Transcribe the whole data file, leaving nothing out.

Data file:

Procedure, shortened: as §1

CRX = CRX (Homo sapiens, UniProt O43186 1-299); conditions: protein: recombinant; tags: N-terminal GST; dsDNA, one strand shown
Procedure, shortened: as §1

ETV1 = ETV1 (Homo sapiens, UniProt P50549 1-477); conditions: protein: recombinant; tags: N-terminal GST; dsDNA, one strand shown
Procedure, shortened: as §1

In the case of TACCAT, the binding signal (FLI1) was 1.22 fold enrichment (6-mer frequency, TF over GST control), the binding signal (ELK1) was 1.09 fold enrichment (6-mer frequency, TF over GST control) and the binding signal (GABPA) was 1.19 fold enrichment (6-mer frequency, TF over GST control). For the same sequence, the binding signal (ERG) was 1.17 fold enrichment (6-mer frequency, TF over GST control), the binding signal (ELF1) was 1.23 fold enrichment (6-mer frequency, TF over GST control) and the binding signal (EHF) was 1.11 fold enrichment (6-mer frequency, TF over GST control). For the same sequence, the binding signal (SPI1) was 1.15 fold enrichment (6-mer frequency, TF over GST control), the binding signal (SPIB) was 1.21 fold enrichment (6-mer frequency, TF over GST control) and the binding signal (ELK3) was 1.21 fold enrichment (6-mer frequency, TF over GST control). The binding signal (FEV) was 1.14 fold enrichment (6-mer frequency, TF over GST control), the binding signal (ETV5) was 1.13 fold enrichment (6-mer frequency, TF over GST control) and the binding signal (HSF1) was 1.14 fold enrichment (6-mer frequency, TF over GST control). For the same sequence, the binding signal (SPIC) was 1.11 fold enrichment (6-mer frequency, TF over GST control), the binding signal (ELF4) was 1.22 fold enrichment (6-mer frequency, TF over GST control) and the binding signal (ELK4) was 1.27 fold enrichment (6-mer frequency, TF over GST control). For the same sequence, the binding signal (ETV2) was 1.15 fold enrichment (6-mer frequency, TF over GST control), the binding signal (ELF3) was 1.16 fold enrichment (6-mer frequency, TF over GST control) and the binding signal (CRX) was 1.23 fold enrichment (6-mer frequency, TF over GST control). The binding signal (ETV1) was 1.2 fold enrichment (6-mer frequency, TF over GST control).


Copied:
Procedure, shortened: as §1

CRX = CRX (Homo sapiens, UniProt O43186 1-299); conditions: protein: recombinant; tags: N-terminal GST; dsDNA, one strand shown
Procedure, shortened: as §1

ETV1 = ETV1 (Homo sapiens, UniProt P50549 1-477); conditions: protein: recombinant; tags: N-terminal GST; dsDNA, one strand shown
Procedure, shortened: as §1

In the case of TACCAT, the binding signal (FLI1) was 1.22 fold enrichment (6-mer frequency, TF over GST control), the binding signal (ELK1) was 1.09 fold enrichment (6-mer frequency, TF over GST control) and the binding signal (GABPA) was 1.19 fold enrichment (6-mer frequency, TF over GST control). For the same sequence, the binding signal (ERG) was 1.17 fold enrichment (6-mer frequency, TF over GST control), the binding signal (ELF1) was 1.23 fold enrichment (6-mer frequency, TF over GST control) and the binding signal (EHF) was 1.11 fold enrichment (6-mer frequency, TF over GST control). For the same sequence, the binding signal (SPI1) was 1.15 fold enrichment (6-mer frequency, TF over GST control), the binding signal (SPIB) was 1.21 fold enrichment (6-mer frequency, TF over GST control) and the binding signal (ELK3) was 1.21 fold enrichment (6-mer frequency, TF over GST control). The binding signal (FEV) was 1.14 fold enrichment (6-mer frequency, TF over GST control), the binding signal (ETV5) was 1.13 fold enrichment (6-mer frequency, TF over GST control) and the binding signal (HSF1) was 1.14 fold enrichment (6-mer frequency, TF over GST control). For the same sequence, the binding signal (SPIC) was 1.11 fold enrichment (6-mer frequency, TF over GST control), the binding signal (ELF4) was 1.22 fold enrichment (6-mer frequency, TF over GST control) and the binding signal (ELK4) was 1.27 fold enrichment (6-mer frequency, TF over GST control). For the same sequence, the binding signal (ETV2) was 1.15 fold enrichment (6-mer frequency, TF over GST control), the binding signal (ELF3) was 1.16 fold enrichment (6-mer frequency, TF over GST control) and the binding signal (CRX) was 1.23 fold enrichment (6-mer frequency, TF over GST control). The binding signal (ETV1) was 1.2 fold enrichment (6-mer frequency, TF over GST control).